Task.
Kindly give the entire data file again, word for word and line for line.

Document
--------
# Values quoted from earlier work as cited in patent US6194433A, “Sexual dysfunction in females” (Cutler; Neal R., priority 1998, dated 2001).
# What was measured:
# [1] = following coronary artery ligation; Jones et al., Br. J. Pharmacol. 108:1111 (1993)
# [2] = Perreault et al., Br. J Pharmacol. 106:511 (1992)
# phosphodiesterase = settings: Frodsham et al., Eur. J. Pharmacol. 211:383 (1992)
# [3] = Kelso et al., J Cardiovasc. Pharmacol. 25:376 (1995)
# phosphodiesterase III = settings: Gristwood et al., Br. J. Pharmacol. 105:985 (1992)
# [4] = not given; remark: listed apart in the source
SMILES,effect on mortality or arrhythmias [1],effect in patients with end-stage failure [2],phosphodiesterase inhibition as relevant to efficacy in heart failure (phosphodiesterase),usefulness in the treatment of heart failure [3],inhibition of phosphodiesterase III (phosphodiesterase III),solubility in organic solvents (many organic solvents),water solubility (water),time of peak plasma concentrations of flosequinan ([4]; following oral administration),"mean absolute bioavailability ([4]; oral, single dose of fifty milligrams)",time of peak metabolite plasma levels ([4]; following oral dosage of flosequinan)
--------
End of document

# Values quoted from earlier work as cited in patent US6194433A, “Sexual dysfunction in females” (Cutler; Neal R., priority 1998, dated 2001).
# What was measured:
# [1] = following coronary artery ligation; Jones et al., Br. J. Pharmacol. 108:1111 (1993)
# [2] = Perreault et al., Br. J Pharmacol. 106:511 (1992)
# phosphodiesterase = settings: Frodsham et al., Eur. J. Pharmacol. 211:383 (1992)
# [3] = Kelso et al., J Cardiovasc. Pharmacol. 25:376 (1995)
# phosphodiesterase III = settings: Gristwood et al., Br. J. Pharmacol. 105:985 (1992)
# [4] = not given; remark: listed apart in the source
SMILES,effect on mortality or arrhythmias [1],effect in patients with end-stage failure [2],phosphodiesterase inhibition as relevant to efficacy in heart failure (phosphodiesterase),usefulness in the treatment of heart failure [3],inhibition of phosphodiesterase III (phosphodiesterase III),solubility in organic solvents (many organic solvents),water solubility (water),time of peak plasma concentrations of flosequinan ([4]; following oral administration),"mean absolute bioavailability ([4]; oral, single dose of fifty milligrams)",time of peak metabolite plasma levels ([4]; following oral dosage of flosequinan)